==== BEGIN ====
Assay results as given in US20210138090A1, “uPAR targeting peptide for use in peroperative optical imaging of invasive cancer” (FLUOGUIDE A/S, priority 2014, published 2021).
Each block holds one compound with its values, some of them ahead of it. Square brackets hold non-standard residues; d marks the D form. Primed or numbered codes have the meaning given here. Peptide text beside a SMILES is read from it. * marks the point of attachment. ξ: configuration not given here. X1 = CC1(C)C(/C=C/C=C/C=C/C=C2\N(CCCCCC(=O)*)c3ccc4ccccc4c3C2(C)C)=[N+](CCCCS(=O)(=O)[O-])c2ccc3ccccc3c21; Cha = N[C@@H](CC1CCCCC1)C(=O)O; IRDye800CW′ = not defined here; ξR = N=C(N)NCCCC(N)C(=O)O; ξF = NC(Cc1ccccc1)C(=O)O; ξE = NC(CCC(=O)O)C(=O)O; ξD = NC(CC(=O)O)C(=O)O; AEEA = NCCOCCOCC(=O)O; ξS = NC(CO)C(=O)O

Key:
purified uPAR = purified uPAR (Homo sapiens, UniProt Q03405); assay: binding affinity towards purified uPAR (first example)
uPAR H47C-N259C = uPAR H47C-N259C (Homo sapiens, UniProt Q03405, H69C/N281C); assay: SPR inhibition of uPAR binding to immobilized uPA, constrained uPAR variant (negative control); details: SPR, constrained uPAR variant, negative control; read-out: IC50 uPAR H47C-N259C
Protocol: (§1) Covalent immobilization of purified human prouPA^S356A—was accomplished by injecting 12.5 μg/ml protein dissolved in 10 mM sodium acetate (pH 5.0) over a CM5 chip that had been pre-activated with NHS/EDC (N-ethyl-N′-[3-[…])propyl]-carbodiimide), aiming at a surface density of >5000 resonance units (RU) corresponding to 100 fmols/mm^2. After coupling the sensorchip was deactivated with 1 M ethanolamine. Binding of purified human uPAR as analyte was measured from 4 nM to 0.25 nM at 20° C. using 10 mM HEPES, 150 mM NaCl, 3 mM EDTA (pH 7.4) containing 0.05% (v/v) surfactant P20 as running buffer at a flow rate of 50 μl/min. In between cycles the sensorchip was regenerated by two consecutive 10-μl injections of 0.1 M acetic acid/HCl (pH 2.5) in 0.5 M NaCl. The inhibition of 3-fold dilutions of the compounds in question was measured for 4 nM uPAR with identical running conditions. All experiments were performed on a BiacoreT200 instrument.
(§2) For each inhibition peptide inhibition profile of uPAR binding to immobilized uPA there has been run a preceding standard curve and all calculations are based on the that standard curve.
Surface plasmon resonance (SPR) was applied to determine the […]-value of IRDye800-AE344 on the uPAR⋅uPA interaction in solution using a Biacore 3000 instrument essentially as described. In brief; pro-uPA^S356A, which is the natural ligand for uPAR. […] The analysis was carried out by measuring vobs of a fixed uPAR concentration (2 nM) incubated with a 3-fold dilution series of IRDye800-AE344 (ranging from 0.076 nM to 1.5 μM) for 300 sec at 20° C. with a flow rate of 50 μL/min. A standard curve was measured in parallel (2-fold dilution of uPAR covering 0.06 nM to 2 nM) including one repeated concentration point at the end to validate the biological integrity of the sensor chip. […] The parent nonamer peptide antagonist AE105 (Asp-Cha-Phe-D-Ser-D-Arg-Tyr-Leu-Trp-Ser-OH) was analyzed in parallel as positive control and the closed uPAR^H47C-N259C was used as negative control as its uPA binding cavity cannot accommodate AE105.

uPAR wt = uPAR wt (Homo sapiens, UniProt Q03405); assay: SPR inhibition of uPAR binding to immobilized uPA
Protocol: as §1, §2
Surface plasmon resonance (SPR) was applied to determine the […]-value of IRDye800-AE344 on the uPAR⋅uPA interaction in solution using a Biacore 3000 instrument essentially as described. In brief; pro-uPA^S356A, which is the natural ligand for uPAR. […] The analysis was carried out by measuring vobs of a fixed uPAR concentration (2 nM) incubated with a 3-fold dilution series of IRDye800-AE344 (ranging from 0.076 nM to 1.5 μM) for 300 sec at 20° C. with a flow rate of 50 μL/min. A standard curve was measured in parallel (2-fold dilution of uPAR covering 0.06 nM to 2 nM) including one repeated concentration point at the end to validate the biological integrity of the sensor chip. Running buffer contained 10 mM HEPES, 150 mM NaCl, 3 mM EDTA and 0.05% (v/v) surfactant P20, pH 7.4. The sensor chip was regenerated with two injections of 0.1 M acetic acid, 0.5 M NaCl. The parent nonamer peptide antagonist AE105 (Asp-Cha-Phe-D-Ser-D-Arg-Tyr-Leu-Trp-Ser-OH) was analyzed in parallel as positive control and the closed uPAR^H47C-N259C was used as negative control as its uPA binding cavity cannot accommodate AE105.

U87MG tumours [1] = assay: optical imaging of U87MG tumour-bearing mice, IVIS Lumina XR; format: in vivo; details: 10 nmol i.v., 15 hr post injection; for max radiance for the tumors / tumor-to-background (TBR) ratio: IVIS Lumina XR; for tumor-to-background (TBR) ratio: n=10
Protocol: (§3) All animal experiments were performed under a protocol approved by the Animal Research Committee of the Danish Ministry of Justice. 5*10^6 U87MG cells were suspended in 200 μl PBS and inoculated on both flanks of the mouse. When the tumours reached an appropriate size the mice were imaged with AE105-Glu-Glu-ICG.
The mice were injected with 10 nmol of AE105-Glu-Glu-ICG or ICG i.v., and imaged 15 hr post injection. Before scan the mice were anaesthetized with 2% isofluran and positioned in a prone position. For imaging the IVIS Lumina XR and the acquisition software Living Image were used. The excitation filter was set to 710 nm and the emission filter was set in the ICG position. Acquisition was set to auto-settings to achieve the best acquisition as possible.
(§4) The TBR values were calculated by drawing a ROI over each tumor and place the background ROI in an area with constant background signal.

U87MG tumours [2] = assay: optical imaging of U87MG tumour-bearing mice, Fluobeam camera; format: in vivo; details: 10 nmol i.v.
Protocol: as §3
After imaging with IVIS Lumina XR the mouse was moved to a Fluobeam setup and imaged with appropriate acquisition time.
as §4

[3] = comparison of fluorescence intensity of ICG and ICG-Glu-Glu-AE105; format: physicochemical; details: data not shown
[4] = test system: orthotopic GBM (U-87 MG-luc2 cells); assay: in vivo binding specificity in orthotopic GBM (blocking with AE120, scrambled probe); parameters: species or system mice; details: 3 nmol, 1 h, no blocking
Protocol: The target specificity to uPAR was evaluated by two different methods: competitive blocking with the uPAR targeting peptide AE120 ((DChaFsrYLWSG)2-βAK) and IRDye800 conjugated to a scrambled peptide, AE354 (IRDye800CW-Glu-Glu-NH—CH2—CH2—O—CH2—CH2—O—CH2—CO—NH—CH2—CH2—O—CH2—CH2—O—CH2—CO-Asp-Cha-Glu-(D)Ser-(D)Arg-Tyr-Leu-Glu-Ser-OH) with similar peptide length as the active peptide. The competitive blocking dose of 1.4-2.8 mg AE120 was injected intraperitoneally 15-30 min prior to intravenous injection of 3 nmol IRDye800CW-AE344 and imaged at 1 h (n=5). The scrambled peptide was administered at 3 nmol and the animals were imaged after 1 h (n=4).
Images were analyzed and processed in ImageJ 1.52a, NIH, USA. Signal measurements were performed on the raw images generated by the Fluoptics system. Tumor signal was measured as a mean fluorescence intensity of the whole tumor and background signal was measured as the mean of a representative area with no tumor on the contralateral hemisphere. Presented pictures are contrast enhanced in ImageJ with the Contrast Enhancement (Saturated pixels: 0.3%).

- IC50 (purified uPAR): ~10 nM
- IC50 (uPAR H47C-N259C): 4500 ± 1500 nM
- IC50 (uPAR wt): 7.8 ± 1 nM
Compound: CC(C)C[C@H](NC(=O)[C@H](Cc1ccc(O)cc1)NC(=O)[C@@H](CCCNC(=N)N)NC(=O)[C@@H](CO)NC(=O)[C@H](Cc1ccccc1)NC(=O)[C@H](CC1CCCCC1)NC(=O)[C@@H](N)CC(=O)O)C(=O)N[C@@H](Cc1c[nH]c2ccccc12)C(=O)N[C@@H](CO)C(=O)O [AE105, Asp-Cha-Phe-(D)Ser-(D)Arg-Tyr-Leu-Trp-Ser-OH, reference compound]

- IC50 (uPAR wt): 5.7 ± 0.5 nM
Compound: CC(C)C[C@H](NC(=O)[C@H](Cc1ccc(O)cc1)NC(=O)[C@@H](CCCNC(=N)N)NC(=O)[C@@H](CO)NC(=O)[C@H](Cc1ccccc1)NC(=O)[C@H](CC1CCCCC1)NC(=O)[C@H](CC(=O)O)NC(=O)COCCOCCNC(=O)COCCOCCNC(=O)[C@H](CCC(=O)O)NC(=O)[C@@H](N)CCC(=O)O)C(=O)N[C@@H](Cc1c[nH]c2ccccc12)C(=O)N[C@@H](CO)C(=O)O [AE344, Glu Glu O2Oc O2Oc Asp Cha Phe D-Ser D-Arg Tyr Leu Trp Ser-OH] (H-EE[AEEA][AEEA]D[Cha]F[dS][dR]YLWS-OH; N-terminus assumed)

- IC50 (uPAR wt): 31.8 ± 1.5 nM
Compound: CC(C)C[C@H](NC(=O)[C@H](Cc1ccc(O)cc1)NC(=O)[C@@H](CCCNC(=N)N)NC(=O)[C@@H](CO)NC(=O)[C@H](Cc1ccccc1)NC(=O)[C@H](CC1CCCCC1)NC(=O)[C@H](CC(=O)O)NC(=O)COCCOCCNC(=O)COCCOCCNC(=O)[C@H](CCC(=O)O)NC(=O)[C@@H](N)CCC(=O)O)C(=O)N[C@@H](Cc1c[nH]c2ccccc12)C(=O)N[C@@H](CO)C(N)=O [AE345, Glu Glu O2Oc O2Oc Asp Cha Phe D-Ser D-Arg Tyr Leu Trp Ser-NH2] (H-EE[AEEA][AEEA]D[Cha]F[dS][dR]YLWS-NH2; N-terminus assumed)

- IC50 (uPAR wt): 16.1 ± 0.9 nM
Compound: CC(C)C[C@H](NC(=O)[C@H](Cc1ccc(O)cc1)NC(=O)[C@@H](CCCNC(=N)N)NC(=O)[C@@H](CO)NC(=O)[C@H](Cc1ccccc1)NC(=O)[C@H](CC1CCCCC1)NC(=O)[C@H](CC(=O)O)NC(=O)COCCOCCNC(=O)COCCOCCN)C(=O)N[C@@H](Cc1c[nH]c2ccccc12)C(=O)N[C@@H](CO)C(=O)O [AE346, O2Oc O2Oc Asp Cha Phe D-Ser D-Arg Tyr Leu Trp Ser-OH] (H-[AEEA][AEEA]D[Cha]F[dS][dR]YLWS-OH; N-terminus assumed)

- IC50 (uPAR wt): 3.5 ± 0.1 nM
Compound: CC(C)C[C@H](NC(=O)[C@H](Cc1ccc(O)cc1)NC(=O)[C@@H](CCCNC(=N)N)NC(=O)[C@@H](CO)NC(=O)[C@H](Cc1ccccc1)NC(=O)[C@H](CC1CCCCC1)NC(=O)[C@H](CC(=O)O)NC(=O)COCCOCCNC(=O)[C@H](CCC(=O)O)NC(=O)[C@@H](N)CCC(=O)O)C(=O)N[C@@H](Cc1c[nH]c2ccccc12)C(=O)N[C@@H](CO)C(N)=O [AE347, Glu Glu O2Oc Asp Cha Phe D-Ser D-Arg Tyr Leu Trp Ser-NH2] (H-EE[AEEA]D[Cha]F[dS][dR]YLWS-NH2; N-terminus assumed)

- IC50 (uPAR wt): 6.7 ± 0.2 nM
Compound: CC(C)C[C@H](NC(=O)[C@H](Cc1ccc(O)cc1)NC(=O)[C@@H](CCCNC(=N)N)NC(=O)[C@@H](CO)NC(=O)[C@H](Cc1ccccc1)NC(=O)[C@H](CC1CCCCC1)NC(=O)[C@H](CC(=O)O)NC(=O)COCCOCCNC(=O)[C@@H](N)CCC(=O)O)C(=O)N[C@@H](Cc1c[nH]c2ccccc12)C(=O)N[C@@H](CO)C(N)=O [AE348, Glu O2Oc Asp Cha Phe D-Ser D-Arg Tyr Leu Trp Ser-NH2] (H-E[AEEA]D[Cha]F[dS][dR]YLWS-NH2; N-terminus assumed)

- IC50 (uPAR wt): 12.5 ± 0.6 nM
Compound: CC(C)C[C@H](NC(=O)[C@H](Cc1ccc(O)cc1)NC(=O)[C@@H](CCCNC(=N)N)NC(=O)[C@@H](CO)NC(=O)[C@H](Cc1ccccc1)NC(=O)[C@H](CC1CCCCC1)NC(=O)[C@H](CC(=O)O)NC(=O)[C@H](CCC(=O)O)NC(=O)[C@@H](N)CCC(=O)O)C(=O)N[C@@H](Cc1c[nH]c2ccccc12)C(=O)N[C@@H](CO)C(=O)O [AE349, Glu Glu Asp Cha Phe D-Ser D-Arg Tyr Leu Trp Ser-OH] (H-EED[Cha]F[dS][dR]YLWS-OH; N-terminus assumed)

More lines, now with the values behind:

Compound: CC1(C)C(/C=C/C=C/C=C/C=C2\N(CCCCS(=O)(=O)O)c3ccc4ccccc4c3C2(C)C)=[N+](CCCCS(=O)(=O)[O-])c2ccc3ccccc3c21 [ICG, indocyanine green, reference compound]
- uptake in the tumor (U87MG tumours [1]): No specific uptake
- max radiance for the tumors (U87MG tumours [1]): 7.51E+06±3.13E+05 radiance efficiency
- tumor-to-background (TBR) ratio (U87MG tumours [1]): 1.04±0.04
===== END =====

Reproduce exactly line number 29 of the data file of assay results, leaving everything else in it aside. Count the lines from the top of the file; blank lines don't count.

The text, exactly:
Compound: CC(C)C[C@H](NC(=O)[C@H](Cc1ccc(O)cc1)NC(=O)[C@@H](CCCNC(=N)N)NC(=O)[C@@H](CO)NC(=O)[C@H](Cc1ccccc1)NC(=O)[C@H](CC1CCCCC1)NC(=O)[C@H](CC(=O)O)NC(=O)COCCOCCNC(=O)COCCOCCNC(=O)[C@H](CCC(=O)O)NC(=O)[C@@H](N)CCC(=O)O)C(=O)N[C@@H](Cc1c[nH]c2ccccc12)C(=O)N[C@@H](CO)C(=O)O [AE344, Glu Glu O2Oc O2Oc Asp Cha Phe D-Ser D-Arg Tyr Leu Trp Ser-OH] (H-EE[AEEA][AEEA]D[Cha]F[dS][dR]YLWS-OH; N-terminus assumed)